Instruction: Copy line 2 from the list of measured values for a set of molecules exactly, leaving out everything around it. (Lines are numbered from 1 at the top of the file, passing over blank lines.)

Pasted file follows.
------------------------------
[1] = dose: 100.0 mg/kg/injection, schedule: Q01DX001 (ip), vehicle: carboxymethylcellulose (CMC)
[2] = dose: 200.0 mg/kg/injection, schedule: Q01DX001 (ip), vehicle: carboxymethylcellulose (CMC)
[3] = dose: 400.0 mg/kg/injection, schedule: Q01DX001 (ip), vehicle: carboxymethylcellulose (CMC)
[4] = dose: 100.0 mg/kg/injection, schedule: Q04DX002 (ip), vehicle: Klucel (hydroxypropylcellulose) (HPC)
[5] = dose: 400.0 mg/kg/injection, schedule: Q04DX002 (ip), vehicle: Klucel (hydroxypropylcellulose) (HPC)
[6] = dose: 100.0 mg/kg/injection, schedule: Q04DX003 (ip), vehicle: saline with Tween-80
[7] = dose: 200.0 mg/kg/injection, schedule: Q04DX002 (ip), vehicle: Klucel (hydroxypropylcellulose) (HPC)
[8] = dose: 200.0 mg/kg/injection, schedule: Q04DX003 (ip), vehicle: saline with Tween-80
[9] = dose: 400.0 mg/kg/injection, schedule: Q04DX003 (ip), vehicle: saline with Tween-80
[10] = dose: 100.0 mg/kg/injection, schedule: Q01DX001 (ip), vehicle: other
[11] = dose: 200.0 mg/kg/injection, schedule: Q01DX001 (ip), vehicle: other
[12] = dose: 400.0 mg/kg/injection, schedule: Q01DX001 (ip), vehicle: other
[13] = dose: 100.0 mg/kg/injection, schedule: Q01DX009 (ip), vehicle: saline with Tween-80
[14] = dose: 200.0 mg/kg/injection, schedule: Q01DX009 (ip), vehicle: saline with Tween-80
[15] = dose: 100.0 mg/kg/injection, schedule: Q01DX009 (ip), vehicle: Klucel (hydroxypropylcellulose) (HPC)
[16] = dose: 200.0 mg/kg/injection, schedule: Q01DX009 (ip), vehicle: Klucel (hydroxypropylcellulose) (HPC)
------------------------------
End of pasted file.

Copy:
[2] = dose: 200.0 mg/kg/injection, schedule: Q01DX001 (ip), vehicle: carboxymethylcellulose (CMC)